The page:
KEMEROVO, Russia -- A court in Siberia has sentenced eight people to prison terms ranging from five years to 14 years in prison for negligence in a 2018 fire in the city of Kemerovo that killed 60 people, including 37 children.
The Zavodskoi district court in the city of Kemerovo on October 29 handed the longest sentence, 14 years in prison, to Yulia Bogdanova, the former director of a company that owned the Zimnyaya Vishnya (Winter Cherry) mall ravaged by the March 2018 blaze, one of the deadliest in Russia since the collapse of the Soviet Union in 1991.
All of the defendants were found guilty of violating fire safety rules and negligence that led to human loss of life.
Former mall manager Nadezhda Suddenok was sentenced to 13 1/2 years, while the mall's former technical director, Georgy Sobolev, was given 11 years in prison.
The mall's former security officer, Sergei Antyushin, was handed 8-year prison term.
Igor Polozinenko, the chief of a company that installed a fire alarm system in the mall, and his assistant, Aleksandr Nikitin, were sentenced to 6 1/2 and 5 1/2 years in prison, respectively.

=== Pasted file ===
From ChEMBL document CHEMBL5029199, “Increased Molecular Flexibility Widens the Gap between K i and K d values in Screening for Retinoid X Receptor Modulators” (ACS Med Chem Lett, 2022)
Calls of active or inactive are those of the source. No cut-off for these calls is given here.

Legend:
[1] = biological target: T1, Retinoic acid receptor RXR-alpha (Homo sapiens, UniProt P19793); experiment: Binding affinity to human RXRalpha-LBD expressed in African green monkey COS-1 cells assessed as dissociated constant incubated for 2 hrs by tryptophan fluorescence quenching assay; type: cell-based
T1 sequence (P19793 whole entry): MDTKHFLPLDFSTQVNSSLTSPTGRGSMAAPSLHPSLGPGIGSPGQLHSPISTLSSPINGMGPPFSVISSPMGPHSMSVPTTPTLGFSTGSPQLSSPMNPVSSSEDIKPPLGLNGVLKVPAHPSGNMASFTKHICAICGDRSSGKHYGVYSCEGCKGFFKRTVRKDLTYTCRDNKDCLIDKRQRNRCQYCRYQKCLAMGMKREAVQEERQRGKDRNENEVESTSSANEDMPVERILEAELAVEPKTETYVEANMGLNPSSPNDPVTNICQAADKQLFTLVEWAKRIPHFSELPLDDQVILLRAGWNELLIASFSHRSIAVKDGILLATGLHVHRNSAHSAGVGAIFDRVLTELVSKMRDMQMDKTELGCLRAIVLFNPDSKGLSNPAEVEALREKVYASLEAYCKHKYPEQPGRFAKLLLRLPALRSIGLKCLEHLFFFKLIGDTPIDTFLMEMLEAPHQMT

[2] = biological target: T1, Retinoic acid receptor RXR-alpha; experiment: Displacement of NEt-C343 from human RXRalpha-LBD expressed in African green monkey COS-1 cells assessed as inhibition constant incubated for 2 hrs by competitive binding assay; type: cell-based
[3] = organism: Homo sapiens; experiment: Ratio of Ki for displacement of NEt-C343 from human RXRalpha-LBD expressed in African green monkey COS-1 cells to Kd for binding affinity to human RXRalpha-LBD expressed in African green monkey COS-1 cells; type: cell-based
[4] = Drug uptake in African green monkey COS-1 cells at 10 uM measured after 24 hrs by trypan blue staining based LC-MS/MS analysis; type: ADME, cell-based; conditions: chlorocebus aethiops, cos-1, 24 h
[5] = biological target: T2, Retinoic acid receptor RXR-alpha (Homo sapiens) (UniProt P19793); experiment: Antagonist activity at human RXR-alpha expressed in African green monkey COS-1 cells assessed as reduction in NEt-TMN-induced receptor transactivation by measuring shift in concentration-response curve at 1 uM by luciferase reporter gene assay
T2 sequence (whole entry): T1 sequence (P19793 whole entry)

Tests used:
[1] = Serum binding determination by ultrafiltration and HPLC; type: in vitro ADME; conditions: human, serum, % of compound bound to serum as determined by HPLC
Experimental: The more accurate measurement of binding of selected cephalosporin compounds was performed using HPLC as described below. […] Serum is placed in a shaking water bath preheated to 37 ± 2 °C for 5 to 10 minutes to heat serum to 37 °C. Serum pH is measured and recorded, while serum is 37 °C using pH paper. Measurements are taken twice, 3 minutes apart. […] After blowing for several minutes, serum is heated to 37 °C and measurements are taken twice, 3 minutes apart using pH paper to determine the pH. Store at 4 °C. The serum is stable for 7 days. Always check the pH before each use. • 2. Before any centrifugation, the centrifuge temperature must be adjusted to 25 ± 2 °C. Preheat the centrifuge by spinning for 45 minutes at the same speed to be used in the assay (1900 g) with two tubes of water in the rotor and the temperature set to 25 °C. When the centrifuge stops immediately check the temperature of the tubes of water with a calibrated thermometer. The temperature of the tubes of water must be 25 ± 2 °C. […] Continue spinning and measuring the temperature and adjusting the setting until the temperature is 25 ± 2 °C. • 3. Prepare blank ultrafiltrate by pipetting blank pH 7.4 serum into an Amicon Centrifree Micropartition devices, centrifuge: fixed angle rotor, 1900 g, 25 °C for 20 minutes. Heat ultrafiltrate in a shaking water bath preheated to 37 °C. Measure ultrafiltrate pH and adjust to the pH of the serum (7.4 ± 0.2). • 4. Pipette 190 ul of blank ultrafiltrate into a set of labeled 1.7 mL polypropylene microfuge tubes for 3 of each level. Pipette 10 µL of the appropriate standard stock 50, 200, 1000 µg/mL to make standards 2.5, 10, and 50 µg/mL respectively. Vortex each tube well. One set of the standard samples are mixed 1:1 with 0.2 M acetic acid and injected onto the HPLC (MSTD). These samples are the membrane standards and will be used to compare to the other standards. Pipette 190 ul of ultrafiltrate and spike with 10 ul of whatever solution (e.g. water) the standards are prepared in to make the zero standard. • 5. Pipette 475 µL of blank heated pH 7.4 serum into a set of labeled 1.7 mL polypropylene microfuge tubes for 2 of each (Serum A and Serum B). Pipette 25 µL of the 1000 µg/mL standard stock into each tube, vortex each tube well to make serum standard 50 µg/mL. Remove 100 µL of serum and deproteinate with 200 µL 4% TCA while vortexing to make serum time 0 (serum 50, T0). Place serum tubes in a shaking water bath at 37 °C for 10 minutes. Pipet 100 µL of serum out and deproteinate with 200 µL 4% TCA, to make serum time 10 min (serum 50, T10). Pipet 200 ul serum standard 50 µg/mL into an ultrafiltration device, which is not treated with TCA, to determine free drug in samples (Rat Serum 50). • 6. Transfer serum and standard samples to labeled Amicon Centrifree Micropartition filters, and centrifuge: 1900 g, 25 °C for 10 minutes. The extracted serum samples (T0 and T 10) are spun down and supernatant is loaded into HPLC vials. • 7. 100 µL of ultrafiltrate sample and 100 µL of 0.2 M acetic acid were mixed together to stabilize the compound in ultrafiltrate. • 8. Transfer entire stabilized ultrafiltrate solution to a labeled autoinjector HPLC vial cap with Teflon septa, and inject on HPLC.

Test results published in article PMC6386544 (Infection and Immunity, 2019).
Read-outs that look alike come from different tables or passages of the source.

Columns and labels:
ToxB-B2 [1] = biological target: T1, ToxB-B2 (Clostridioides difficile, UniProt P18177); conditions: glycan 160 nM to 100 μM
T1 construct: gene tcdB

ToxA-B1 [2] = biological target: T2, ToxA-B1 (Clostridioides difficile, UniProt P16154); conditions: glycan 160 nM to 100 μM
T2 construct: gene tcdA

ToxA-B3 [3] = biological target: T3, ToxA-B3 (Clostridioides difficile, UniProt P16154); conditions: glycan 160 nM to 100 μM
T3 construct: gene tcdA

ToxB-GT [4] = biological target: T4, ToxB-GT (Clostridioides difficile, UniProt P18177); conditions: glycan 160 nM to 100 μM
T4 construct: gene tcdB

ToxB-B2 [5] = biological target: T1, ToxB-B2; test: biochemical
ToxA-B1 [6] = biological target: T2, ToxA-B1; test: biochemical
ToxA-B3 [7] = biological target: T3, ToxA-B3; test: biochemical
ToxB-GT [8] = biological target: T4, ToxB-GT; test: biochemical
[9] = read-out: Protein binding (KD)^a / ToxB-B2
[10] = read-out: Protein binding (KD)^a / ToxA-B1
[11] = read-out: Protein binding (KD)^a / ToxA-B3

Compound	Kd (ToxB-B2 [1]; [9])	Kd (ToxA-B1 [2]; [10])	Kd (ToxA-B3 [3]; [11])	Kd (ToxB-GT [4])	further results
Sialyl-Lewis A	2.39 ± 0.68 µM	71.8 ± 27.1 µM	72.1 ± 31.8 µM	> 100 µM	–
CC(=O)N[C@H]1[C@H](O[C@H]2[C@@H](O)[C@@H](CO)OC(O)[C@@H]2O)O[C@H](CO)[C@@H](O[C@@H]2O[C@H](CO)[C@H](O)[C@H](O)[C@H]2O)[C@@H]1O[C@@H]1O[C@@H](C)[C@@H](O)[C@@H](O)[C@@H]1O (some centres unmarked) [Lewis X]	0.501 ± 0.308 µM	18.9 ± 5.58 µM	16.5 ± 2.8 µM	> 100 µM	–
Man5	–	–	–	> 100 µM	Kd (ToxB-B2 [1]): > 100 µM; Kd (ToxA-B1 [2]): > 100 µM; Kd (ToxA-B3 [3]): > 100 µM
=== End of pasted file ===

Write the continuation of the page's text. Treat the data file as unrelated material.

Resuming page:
Andrei Bursin and Sergei Genin, the individuals who led firefighting operations at the blaze, were sentenced to six and five years in prison, respectively.
The judge said he take into consideration time already spent in pretrail detention before November 8 when he will release the final amounts of prison time the convicted officials will have to spend behind bars.
Bogdanova, Suddenok, and Sobolev pleaded partially guilty to the charges, while the others entered not guilty pleas.
The fire was the one in a series of disasters caused by or exacerbated by the corrosively deadly effects of negligence, carelessness, corruption, corner-cutting, and crumbling infrastructure among officials.
Residents, relatives of the victims, and Russians nationwide blamed corruption and government negligence for the high number of casualties.
Days after the fire, investigators said that blocked fire exits, an alarm system that was turned off, and "glaring violations" of safety rules before the blaze started led to the high death toll.
A total of 16 people, including leaders of the regional Emergency Ministry and officials who had approved the mall's operations, have been charged with crimes that investigators say led to or aggravated the tragedy.